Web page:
Brain, technology and education in the latest scientific findings

In Denmark, teachers use  an application to monitor the well-being of their students – analysing with them the weekly “mood landscape” of the class and the sleep hygiene of the youngsters. The Woof platform, used in more than 600 Danish primary schools, examines various indicators of the well-being of minors and uses an algorithm to suggest problems on which the class can focus. According to the companies involved in the research, the technology can help improve young people’s well-being and combat mental health crises. Still, some experts fear the opposite effects of its use.

According to researchers from New York University and the University of Connecticut Neag School of Education, students with brainwaves are more synchronised with their classmates, and teachers are likely to learn better than those without such “brain-to-brain synchronisation”. The team of researchers checked the functioning and electrical activity of the brains of students and the teacher in a real group situation through electroencephalography (EEG), i.e. placing electrode devices on the heads of the subjects.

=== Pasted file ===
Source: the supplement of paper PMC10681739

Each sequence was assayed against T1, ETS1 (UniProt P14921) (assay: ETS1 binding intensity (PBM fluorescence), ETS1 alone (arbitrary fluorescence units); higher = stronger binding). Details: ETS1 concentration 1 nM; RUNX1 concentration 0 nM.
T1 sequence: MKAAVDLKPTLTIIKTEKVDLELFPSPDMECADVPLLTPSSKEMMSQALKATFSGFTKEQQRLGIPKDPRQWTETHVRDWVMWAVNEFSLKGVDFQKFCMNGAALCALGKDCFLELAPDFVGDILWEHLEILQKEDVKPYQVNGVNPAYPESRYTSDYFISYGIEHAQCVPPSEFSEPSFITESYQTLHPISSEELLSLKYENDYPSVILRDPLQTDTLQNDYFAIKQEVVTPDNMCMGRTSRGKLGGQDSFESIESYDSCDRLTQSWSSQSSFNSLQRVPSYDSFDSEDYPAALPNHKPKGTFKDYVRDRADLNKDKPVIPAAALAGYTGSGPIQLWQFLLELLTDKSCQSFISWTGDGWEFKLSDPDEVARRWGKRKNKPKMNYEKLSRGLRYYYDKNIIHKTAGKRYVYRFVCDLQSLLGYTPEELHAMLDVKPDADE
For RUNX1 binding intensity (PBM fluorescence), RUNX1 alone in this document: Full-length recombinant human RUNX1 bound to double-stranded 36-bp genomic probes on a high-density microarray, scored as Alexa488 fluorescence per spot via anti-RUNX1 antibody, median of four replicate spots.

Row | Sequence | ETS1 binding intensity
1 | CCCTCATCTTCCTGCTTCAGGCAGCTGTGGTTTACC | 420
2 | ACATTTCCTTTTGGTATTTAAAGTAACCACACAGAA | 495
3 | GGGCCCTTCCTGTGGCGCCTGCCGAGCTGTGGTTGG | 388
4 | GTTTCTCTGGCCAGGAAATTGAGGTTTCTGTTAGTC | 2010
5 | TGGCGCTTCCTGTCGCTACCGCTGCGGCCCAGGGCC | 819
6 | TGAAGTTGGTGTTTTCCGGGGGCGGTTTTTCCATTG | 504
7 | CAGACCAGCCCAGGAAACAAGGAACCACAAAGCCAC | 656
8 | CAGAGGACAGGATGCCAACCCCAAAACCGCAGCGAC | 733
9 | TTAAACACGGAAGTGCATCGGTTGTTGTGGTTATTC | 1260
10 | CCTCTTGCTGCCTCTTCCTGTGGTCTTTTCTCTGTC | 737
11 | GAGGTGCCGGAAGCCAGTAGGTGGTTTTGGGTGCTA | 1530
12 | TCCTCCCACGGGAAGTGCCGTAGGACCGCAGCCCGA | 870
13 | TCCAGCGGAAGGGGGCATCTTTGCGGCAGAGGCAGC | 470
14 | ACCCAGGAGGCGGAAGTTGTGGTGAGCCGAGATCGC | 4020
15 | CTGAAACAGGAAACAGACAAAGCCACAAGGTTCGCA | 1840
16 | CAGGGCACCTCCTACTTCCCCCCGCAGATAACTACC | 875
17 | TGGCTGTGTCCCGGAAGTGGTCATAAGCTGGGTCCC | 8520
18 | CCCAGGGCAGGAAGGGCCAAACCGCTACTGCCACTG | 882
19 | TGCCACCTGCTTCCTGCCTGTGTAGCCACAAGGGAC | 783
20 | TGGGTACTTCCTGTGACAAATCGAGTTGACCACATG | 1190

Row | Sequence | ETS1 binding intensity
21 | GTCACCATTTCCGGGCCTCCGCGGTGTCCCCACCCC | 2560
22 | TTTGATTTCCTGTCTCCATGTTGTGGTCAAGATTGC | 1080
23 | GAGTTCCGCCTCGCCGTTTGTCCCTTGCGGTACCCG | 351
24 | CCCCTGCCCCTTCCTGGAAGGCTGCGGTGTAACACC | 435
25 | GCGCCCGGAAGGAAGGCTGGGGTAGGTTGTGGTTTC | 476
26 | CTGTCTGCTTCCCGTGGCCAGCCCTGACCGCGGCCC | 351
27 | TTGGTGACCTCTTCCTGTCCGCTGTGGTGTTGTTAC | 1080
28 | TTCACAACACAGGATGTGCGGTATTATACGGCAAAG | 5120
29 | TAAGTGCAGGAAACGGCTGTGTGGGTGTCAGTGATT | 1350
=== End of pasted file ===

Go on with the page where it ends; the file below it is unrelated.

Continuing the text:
According to a study conducted at Washington University School of Medicine in St. Louis, the connection between the body and the mind is embedded in the brain’s structure. The areas of the brain that control movement are connected to networks involved in thinking and planning, and controlling body functions such as heart rate and blood pressure. Thus, the idea that body and mind are inextricably linked is supported by reality.

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